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Preparing professionals for family conferences in palliative care: Evaluation results of an interdisciplinary approach.

Research output: Contribution to Journal/MagazineJournal articlepeer-review

<mark>Journal publication date</mark>1/08/2005
<mark>Journal</mark>Journal of Palliative Medicine
Issue number4
Number of pages10
Pages (from-to)857-866
Publication StatusPublished
<mark>Original language</mark>English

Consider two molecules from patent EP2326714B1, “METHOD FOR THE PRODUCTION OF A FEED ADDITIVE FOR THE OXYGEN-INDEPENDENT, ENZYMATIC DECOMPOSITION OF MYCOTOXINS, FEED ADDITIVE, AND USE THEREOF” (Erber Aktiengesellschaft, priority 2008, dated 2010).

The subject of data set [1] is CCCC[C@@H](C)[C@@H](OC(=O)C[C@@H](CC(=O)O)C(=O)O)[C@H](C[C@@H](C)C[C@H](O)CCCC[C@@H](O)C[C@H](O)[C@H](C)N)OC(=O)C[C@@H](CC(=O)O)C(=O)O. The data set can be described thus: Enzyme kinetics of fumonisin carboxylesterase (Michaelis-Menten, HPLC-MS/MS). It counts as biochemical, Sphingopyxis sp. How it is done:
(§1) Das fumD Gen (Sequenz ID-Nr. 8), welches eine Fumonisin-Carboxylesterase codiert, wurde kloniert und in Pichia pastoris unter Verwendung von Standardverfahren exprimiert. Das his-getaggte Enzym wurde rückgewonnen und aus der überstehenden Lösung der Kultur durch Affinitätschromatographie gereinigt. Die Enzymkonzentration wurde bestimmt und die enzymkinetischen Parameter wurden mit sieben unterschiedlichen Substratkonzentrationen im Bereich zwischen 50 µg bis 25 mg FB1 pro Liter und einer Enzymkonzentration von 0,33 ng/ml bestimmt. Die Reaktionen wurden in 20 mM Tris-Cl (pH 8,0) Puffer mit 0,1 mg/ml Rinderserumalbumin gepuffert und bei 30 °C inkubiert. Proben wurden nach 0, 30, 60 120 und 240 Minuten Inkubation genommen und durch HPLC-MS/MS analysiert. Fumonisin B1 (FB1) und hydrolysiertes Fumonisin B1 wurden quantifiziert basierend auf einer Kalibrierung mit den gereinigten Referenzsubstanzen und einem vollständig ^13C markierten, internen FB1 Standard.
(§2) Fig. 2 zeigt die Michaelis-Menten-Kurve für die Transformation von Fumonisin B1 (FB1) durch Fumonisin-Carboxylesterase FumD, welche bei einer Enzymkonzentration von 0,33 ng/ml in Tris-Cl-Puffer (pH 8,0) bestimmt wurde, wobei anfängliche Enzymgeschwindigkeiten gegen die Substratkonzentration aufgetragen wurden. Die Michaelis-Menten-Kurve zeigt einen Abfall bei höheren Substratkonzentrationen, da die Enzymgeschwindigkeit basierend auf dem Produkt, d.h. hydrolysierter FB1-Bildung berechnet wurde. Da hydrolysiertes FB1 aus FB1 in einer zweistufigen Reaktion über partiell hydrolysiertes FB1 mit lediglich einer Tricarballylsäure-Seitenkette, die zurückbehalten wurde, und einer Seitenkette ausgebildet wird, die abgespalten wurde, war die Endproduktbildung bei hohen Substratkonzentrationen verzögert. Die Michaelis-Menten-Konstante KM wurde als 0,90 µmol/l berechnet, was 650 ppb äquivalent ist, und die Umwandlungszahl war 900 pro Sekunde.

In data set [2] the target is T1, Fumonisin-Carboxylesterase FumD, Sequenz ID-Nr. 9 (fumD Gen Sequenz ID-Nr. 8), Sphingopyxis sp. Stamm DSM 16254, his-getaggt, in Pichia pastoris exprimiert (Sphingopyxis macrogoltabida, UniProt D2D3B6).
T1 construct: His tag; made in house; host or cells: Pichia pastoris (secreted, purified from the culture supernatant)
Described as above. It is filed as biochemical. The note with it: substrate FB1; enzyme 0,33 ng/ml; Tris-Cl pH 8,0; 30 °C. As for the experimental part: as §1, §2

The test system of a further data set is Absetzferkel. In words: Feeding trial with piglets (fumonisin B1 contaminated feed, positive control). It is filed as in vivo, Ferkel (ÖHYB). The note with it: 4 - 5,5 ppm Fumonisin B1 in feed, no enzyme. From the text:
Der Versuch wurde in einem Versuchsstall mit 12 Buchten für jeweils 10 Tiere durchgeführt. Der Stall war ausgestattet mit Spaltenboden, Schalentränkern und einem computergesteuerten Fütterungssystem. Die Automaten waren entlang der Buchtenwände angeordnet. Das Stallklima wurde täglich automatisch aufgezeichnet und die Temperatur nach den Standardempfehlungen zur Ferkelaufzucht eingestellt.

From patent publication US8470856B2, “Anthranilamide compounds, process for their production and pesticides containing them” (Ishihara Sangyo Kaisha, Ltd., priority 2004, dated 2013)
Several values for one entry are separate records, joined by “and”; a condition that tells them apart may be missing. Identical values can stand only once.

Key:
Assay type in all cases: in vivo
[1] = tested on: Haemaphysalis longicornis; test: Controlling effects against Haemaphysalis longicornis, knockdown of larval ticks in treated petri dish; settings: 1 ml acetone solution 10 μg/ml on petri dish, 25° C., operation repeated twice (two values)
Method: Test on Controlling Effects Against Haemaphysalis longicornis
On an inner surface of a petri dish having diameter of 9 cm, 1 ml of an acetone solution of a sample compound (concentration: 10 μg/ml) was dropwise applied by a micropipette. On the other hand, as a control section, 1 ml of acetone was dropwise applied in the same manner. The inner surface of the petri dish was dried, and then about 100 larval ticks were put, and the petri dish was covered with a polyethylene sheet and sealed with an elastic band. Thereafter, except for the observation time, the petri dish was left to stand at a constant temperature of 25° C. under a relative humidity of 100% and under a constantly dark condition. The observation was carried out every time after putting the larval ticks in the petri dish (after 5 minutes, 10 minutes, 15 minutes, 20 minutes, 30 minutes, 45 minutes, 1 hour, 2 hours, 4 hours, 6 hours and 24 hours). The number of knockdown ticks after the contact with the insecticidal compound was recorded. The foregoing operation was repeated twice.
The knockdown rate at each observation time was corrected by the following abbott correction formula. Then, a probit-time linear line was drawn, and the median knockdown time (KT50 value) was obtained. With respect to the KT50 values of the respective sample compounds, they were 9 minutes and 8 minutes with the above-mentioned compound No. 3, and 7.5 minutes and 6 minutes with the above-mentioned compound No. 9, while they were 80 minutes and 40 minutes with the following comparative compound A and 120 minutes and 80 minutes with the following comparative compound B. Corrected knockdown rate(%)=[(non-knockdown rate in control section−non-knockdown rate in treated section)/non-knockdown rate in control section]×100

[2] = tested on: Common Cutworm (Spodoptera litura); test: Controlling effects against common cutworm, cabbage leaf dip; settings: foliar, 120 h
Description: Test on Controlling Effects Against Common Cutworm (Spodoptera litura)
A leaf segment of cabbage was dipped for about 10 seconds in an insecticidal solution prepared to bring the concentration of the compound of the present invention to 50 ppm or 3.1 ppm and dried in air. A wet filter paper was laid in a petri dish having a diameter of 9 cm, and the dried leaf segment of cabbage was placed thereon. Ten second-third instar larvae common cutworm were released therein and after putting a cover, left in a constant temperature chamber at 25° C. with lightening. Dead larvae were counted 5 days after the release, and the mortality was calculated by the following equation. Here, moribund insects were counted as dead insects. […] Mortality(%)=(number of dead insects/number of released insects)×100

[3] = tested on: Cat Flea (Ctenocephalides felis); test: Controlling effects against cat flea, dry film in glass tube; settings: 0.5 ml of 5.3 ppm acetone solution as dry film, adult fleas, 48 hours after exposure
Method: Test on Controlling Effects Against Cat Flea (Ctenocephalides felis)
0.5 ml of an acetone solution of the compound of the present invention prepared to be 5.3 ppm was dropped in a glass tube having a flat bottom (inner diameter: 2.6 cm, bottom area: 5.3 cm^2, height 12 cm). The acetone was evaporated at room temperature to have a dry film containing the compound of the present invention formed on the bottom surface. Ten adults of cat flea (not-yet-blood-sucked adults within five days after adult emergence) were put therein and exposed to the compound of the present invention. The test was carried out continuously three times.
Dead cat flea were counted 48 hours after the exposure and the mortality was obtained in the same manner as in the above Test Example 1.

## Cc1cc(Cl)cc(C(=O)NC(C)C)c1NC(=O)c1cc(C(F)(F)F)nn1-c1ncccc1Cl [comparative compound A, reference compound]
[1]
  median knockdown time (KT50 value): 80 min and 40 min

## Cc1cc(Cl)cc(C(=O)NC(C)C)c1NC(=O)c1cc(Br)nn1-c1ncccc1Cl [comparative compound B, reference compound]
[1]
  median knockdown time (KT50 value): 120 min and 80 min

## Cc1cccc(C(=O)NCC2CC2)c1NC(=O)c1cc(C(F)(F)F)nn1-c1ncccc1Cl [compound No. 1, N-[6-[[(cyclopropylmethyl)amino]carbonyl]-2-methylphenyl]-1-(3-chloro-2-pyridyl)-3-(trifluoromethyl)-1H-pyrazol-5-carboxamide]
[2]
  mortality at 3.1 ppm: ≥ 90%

Background: Patients, families, and health care professionals recognize the need for better communication in palliative and end-of-life care. Family conferences are a powerful clinical tool for communicating with patients and family members. Although family conferences are often used in medical care, few clinicians are prepared to conduct them effectively. An innovative palliative care educational model that included specific attention to family conferences was developed and evaluated. To intervene early in the process of professional socialization, the interactive and interdisciplinary training included medical and social work students. Method: A quasi-experimental longitudinal design was employed to evaluate the educational intervention. Survey measures were administered before, immediately after, and three months after training. Questions addressed experience, education, and attitudes about family conferences. A standardized scale was used to measure change in students' confidence in their ability to lead family conferences. Results: For both professions, the intervention group demonstrated a significant increase in confidence in the ability to lead family conferences compared with the control group. Threemonth follow-up data suggested that subjects in the intervention group maintained these gains. Conclusion: This pilot intervention showed that an interdisciplinary educational approach improves confidence in the ability to lead family conferences when students are exposed early in the process of professional socialization. Early intervention increases the propensity and skills needed to conduct family conferences and advances communication in palliative care. Future research on interdisciplinary education should evaluate effects on clinical practice behaviors, satisfaction with communication and collaboration, and patients' and families' perceptions of quality of care.